Russia's Su-37 Fighter Was Truly Special for a Reason

July 1, 2024 Topic: Security Region: Europe Blog Brand: The Buzz Tags: Su-37Su-37 TerminatorRussiaMilitarySoviet UnionDefense

Russia's Su-37 Fighter Was Truly Special for a Reason

The Su-37, a technology demonstrator and an improved version of the Su-27, showcased advanced features such as thrust vectoring nozzles and enhanced radar systems.


Summary and Key Points: The BMPT "Terminator" armored fighting vehicles and the Sukhoi Su-37 "Terminator" fighter jet, both developed by Russia, have not lived up to their hype. The BMPT vehicles deployed in Ukraine's Donbas region have been underwhelming.

-The Su-37, a technology demonstrator and an improved version of the Su-27, showcased advanced features such as thrust vectoring nozzles and enhanced radar systems.


-Despite its agility and potential, the Su-37 saw no production orders and crashed in 2002 due to software malfunctions, ending its program. However, its technologies were integrated into later models like the Su-30MKI and Su-35BM.

The Rise and Fall of Russia's Su-37 'Terminator' Fighter Jet

Last May, images of a "platoon" of Russia's highly-touted BMPT "Terminator" armored fighting vehicles circulated on social media. The Terminators, which were developed to support Russia's tanks and other armored fighting vehicles (AFVs) in urban environments, had reportedly been sent to the Donbas region of Eastern Ukraine.

Yet, rather than living up to the hype the name brings – something along the lines of an unstoppable fighting machine seen in the 1984 science fiction classic The Terminator or its 1991 sequel epic Terminator 2: Judgment Day, the actual vehicle has apparently seen all the success of the other forgettable sequels (which we won't even bother to name here).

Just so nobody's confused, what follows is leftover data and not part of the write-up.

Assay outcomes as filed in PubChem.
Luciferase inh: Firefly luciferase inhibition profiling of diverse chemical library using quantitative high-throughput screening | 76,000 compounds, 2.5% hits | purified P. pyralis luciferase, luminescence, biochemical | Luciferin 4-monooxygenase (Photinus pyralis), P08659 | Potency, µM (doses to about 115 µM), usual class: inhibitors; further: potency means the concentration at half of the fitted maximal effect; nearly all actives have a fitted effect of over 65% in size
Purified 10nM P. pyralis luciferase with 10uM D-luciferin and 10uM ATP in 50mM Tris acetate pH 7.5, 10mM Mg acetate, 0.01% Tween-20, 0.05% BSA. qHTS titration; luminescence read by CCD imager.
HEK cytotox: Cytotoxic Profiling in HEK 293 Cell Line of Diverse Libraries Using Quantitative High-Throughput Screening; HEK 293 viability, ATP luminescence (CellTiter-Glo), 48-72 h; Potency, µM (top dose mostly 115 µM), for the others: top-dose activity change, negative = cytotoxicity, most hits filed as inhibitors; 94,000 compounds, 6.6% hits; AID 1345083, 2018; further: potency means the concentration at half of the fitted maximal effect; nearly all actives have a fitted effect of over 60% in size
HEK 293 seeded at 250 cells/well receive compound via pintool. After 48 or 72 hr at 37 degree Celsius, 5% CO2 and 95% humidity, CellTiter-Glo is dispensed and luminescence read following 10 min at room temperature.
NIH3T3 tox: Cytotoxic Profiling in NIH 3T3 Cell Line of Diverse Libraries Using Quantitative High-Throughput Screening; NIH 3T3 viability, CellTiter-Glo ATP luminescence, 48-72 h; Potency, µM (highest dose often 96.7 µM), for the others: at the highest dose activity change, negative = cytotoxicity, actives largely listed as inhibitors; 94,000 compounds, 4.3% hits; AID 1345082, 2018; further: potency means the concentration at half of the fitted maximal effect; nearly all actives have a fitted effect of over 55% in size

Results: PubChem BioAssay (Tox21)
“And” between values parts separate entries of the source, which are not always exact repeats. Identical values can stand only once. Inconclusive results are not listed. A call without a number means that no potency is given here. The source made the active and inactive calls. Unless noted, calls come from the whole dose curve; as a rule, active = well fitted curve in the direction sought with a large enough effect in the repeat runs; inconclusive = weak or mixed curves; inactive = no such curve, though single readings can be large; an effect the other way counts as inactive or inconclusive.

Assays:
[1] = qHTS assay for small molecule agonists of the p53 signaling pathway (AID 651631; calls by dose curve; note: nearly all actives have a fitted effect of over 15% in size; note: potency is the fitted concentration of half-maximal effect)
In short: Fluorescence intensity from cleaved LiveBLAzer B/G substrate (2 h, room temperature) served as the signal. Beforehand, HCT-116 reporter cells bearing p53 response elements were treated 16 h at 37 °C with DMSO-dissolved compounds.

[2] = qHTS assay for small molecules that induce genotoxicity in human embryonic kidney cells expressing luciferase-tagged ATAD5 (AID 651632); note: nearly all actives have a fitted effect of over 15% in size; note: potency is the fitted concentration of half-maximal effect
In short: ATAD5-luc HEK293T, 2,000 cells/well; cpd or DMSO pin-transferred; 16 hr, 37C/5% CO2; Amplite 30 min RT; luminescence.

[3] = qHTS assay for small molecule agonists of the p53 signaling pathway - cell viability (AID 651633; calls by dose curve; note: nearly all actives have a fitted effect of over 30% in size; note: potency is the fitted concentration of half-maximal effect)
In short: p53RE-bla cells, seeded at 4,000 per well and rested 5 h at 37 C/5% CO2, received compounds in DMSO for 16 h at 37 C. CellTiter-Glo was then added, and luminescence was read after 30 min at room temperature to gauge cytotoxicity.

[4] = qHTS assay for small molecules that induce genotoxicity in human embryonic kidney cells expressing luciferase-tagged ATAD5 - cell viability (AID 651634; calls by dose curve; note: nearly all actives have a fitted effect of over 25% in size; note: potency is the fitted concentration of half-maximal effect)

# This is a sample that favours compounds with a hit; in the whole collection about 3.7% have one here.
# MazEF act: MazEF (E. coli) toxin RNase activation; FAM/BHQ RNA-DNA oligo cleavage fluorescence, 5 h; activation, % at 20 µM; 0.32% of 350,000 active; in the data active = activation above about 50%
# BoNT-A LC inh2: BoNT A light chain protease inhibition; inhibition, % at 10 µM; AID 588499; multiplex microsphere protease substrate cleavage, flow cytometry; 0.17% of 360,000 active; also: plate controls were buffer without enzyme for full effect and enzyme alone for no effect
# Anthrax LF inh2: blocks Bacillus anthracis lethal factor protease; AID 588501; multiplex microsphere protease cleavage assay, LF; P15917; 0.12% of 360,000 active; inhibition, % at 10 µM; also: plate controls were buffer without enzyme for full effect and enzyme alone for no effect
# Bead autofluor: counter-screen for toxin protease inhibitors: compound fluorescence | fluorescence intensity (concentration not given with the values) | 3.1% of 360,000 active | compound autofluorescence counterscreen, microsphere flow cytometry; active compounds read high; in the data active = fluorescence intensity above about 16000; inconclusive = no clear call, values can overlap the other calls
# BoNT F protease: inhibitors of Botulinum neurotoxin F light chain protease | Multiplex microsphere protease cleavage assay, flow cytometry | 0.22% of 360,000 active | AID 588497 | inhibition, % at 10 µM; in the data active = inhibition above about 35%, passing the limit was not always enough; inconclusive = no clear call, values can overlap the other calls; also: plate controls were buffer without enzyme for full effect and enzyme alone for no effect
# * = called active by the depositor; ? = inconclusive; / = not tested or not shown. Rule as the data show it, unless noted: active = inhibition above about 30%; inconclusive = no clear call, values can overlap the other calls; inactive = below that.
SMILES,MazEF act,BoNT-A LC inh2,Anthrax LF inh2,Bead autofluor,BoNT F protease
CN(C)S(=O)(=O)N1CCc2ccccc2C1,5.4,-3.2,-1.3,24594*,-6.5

However, it isn't the only "Terminator" in the Russian arsenal – as there is also the Sukhoi Su-37 (NATO reporting name "Flanker-F"), a single-seat twin-engine aircraft designed by the Sukhoi Design Bureau that served as a technology demonstrator.

An Improved Su-27

The aircraft was developed to enhance pilot control of the Su-27M (later renamed Su-35), a further development of the Su-27. A sole example was built to test a variety of new features and upgrades to improve the capabilities of the Su-27.  It was originally the eleventh Su-27M (T10M-11) produced by the Komsomolsk-on-Amur Aircraft Production Association before having thrust-vectoring nozzles installed.

As previously reported, some of the initial tests of the Su-37 were simply on new radar systems, and these proved incredibly capable. The new radar, N011M Bars, could lock onto and track twenty targets – whereas the old radar on the Su-27 could only handle fifteen. Pilots interfaced with this new radar as well as upgraded avionics using four full-color LCD multi-function displays that provided additional functionality, as well as greater clarity in bright sunlight.